Use this URL to cite or link to this record in EThOS: http://ethos.bl.uk/OrderDetails.do?uin=uk.bl.ethos.600927
Title: Investor sentiment and fund market anomalies : evidence from closed-end fund, exchange-traded fund and real estate investment trust
Author: Yu, Zhixiang
Awarding Body: Durham University
Current Institution: Durham University
Date of Award: 2013
Availability of Full Text:
Access through EThOS:
Access through Institution:
Abstract:
The investor sentiment hypothesis has become a promising avenue by way of a behavioural approach to complementing conventional explanations of financial market anomalies. In response to the problems exhibited in the existing theories, the investor sentiment hypothesis has been widely tested and the results of which turn out to be able to successfully explain the market anomalies to a great extent. The thesis applies the investor sentiment theory to analysing the fund anomalies in both the UK and US markets. The test results and their interpretations may help promote a better understanding of the investor sentiment and its impacts including their geographical differences. We contribute to the literature by focusing on the sentiment measures, among others. Since the investor sentiment reflects the investors’ behaviour and psychology, it is hard to be properly captured. We have constructed the proxies for the sentiment factor in both direct and indirect forms. The first fund anomaly we analysed is the “closed-end fund puzzle”. The puzzle is so-called because at IPO, the fund is issued at a premium to the net asset value (NAV); however, thispremium disappears in the next few months. The fund then trades at a discount. This discount is not fixed, varying substantially during the closure period. When the closed-end fund is either converted into an open-end fund or liquidated, the discount shrinks and the share price will rise. We construct an out-of-sample test by using the two-factor and five-factor models. The results show that the investor sentiment can contribute to explaining closed-end fund discounts in the UK market and it is more prevalent in smaller size portfolios. We also find the evidence to support investor sentiment as an important factor to represent systematic risk in the return generating process. Next, we examine the price deviations of Exchange Traded Funds (ETFs). Unlike closed end funds whose prices also deviate from the NAV, ETFs, through a mechanism known as redemption in-kind, allow institutional investors to potentially earn a profit by arbitraging away these price deviations through creating and deleting outstanding shares of the ETF. Hence, we are motivated to identify the factors that may impact on the determination of these premiums and discounts to the NAV. We first construct a sentiment proxy from the derivative market variables such as the option put–call trading volume ratio and the open interest ratio. Then we develop a sentiment proxy based on the consumer confidence index, obtained from the mainstream consumer surveys and this proxy is taken to the individual fund level. The results provide evidence that this sentiment proxy has explanatory power for most individual ETF mispricing. We take the whole industry into account and find that the sentiment factor has incremental explanatory power and is positively related to the fund premium. The evidence also shows that more sentiment-sensitive ETFs are those that have smaller, younger and volatile stocks with low dividend yields. Finally, the thesis considers the fund anomaly in the form of the REIT price momentum. In order to investigate the momentum profitability, we classify the formation period into two sentiment states, i.e. the optimistic and pessimistic periods. Evidence indicates that when sentiment is high, the REIT momentum profitability is substantial and significant; however, when the sentiment is low, the profits from the REIT momentum are much lower and not significant. We also examine the interplay between REIT liquidity and momentum profitability. We find that high REIT liquidity portfolios generate higher momentum returns, but this is only significant when the sentiment is optimistic. Furthermore, consistent with our previous findings, our evidence that momentum is generally larger for smaller companies confirms that the size effect is still available in the REIT industry. This is because the smaller companies are often difficult to value, as they are more prone to subjective evaluations. The sentiment thus could be more significant in small size companies.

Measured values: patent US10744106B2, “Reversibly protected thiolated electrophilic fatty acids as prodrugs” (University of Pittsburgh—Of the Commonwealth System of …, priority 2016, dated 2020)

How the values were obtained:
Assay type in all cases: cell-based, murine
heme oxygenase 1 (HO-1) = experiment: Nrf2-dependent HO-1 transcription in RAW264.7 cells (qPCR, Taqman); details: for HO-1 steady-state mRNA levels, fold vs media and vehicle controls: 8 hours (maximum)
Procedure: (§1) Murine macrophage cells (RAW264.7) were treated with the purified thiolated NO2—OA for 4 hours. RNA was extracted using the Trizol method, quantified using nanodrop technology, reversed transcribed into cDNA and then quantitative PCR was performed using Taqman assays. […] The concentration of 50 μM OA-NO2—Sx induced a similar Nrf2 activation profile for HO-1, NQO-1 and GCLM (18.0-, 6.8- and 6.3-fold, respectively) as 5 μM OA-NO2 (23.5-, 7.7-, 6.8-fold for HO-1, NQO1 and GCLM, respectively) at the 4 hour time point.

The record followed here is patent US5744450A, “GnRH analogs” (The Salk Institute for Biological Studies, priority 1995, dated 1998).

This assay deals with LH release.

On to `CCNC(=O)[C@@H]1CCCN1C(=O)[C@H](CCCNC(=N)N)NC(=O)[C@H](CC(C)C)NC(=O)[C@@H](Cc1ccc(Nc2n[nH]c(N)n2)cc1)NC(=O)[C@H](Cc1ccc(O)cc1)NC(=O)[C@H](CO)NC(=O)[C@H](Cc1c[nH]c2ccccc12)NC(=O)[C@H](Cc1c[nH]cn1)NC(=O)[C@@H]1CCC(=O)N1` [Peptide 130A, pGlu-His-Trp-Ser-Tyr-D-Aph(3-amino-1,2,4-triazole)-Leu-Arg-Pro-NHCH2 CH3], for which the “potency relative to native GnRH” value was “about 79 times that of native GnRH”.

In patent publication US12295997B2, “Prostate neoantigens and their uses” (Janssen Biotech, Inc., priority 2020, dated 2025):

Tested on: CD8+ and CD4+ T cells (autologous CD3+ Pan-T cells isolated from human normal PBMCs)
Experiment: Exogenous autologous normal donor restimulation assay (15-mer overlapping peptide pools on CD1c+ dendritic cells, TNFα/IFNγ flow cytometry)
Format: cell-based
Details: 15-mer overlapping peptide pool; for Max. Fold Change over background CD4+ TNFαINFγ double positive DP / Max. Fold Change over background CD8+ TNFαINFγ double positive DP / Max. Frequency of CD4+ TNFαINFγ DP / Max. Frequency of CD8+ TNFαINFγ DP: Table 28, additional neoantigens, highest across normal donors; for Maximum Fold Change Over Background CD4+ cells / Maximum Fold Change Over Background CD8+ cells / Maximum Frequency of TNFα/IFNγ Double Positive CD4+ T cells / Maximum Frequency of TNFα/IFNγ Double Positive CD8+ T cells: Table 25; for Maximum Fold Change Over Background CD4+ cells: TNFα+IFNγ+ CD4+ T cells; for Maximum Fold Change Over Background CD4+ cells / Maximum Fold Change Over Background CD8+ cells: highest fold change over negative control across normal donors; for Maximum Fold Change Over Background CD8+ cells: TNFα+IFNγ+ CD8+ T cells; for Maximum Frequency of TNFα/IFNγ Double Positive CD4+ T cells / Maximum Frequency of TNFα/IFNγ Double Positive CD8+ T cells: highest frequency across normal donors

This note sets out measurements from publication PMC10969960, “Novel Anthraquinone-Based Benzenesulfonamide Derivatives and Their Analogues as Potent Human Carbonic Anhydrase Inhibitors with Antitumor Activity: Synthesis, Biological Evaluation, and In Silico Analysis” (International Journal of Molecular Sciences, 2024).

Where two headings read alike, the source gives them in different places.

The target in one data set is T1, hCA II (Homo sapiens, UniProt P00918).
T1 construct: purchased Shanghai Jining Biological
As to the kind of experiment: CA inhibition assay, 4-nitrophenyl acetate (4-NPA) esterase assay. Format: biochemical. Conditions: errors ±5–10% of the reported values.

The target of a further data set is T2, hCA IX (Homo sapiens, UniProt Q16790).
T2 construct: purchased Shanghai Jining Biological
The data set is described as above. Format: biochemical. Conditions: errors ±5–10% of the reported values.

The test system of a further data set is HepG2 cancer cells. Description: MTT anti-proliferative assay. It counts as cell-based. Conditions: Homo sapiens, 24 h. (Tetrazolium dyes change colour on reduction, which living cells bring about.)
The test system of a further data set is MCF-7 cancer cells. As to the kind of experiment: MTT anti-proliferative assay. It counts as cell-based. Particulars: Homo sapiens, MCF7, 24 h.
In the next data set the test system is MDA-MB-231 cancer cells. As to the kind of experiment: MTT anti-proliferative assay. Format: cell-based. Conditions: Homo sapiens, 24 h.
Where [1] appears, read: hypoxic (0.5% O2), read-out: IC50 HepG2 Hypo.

Supervisor: Not available Sponsor: Not available
Qualification Name: Thesis (Ph.D.) Qualification Level: Doctoral
EThOS ID: uk.bl.ethos.600927  DOI: Not available
Share: